# C++ part 2 – Boolean operations

(UPDATED 4.5.2013)

In this post I will slightly write about some boolean operations you can do in C++ programming language. The term boolean was named after George Boole (1815–1864) who was “an English mathematician and a founder of the algebraic tradition in logic”. As far as I know, boolean operations are used in many fields from electronics to programming these days so you might hear boolean in another context later also. Anyway we have many boolean operators in C++.  Below is a table of the operators with examples. Note that I have “pseudocode” in the examples so they wont work in C++ compiler.

Syntax  Example  Outcome  Meaning
<         If 1 < 2          True       If 1 is smaller than 2, do something
>         If 1 > 2          False
>=       If 2 >= 1       True       If 2 is bigger(equal) than 1, do something
>=       If 2 >= 2       True
<=       If 2 <= 2       True       If 2 is smaller(equal) than 2, do something
<=       If 2 <= 3       False
!=        If 2 != 1        True       If 2 is NOT 1, do something
!=        If 2 != 2        False
!=        If 2 != 3        True
==       If 2 == 2       True       If 2 equals 2, do something
==       If 2 == 1       False
||          i==2 || i==1  Depends

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More operators and theory

Operators    Meaning with the operator “name”
!=               1 NOT 2 then do something
==               2 == 3
||                  OR
&&               If 5 > 3 AND 5 < 7, in programming if i > 0 && i < 5, do something
<                  i < b
>                  i > b

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More…

Operator  Meaning (If the inputted or the value that we want to check is on the left side)
<          If the inputted value is smaller than what we want (or dont want) do something
>          If the inputted value is bigger than what we want (or dont want) do something
>=        –..– Bigger or Equals to
<=        –..– Smaller or Equals to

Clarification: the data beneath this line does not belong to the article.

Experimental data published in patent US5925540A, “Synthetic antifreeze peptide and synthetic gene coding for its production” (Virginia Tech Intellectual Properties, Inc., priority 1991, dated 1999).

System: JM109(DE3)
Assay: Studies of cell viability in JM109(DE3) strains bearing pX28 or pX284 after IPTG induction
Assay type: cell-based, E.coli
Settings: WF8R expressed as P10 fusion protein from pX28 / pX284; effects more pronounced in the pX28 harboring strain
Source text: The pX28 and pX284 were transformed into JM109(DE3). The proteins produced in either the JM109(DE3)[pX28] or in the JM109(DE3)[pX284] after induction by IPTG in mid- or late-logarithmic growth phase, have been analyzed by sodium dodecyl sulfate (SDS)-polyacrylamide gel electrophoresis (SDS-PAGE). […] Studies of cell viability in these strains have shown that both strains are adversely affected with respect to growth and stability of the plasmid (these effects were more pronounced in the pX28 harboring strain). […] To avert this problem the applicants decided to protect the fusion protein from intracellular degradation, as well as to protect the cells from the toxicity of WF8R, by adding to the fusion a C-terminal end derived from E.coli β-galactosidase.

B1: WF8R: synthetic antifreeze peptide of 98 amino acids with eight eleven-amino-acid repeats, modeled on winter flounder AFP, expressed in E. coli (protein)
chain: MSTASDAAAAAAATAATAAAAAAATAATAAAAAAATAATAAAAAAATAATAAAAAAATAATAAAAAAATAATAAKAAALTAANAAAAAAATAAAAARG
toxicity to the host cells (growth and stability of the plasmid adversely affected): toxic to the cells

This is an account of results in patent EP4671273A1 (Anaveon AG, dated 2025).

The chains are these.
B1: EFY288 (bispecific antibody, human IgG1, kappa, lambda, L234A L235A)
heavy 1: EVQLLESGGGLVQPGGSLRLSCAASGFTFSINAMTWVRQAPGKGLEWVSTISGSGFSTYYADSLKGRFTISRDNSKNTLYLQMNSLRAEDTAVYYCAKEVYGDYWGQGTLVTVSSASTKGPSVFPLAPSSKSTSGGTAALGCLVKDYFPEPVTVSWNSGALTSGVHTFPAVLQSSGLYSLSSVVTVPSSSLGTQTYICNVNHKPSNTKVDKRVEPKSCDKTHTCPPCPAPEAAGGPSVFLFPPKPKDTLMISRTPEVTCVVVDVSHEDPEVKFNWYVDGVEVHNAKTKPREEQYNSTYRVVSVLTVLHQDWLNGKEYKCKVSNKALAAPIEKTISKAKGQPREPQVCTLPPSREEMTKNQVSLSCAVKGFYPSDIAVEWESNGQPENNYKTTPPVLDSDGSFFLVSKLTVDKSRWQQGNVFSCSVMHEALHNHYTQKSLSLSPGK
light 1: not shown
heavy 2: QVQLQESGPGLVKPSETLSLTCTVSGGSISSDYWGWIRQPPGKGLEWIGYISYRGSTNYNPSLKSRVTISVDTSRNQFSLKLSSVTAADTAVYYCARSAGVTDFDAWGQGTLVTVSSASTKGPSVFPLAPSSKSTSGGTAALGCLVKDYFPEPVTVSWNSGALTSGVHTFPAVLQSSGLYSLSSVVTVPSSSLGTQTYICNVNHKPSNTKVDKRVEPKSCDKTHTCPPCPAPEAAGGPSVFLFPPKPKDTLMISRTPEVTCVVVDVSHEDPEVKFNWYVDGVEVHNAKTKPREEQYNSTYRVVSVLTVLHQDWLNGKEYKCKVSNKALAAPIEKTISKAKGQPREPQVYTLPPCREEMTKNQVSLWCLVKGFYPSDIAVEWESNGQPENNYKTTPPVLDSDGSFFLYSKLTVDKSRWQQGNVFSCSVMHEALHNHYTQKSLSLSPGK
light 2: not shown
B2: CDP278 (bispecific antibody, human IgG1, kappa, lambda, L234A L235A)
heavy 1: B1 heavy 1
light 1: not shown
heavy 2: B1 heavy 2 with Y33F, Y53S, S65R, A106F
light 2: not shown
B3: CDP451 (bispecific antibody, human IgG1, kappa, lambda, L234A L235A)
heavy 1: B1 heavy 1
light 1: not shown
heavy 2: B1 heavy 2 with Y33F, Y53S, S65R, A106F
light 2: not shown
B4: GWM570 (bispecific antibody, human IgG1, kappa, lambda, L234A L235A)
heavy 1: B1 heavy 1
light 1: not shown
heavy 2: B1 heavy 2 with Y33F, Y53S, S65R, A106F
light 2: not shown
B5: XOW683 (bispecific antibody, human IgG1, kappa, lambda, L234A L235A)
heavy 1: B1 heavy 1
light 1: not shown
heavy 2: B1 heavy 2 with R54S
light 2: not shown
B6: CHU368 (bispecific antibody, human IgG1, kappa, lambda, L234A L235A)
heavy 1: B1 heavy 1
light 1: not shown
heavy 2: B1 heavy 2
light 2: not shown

!=         Does not equal
==        Equals
||          OR for example if i == 2 || i == 3 then do something
&&       AND for example if i < 5 AND i > 0 then do something

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Below is code with some boolean operations with a picture of the output.

#include <iostream>
using namespace std;
int main()
{

int i = 4;
int u = 2;
int v = 6;

cout << “Value 1 means true and 0 means untrue/false” << endl;
cout << “Is value i bigger than u? “<< ((i > u) && (i < v)) <<endl;
cout << “Is value u smaller than i? “<< (u < i) <<endl;
cout << “Is value v bigger than i AND bigger than u? “<<((v > i) && (v > u)) <<endl;
cout << “Is value i bigger than u AND smaller than v? “<< ((i>u) && (i<v)) <<endl;
cout << ((76573-541)>=4516) << endl;
cout << ((1<0) || (1>0)) << endl;
cout << ( 10 > 100 ) << endl;
cout << ( 40 < 30 ) << endl;
cout << ( 10 <= 10) << endl;
cout << ( 15 >= 10 && 15 <= 20) << endl;
cout << ( 15 != 15) << endl;
cout << ( 15 != 14) << endl;

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#include <iostream>
using namespace std;
int main()
{

int a;
int b;
int compare;
int sum;

cout << “Enter the first whole number: “;
cin >> a;

cout << “Enter the second whole number: “;
cin >> b;

cout << “Enter the whole number you want to compare with: “;
cin >> compare;

sum = a + b;

cout << “The sum of the two inputted whole numbers were: ” << sum << endl;
cout << “The whole number you wanted to compare it with was ” << compare << endl;
cout << “The output of this boolean operation is: ” << (sum > compare) << endl;

system(“PAUSE”);
return 0;
}

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In the later tutorials you might also come in contact with the ! syntax where the syntax for example means that if you input a value in a variable a and then somewhere in the code you might have (Note that it’s pseudo code)

!a.equals(1)

Where we check that if a DOES NOT equal 1, do something (Or do not do) depending on your program logic.

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By now you should have realized that programming has a lot of mathematical steps to solve a problem i.e. it is called a computational problem solving.

To be able to solve problems in programming, you do not need to have a good mathematical skills, except if you are creating a program to do mathematics.

The problem solving in programs usually contain simple arithmetic operations and algorithmic design to approach every ten line of code.

To be able to understand why, it is done this way, all you need to do is to look at the history of computers. Computers originally were created to be large “calculators”. Even the computer hardware is built around set of mathematical operations.

The problems you will work on, will be mechanical and to be able to solve any kind of problem you must create code so the computer knows what to do.

Right now you cannot see any real life benefits but later you will see more tutorials and syntax where you can actually achieve something. Right now you just need to play with the boolean operations to understand the logic behind them.

As a side note, there is bunch of more boolean operators that we did not cover in this post. You can Google more booleans operators for testing.

References:

http://www.cplusplus.com/doc/tutorial/operators/

http://ocw.mit.edu/index.htm

http://plato.stanford.edu/entries/boole/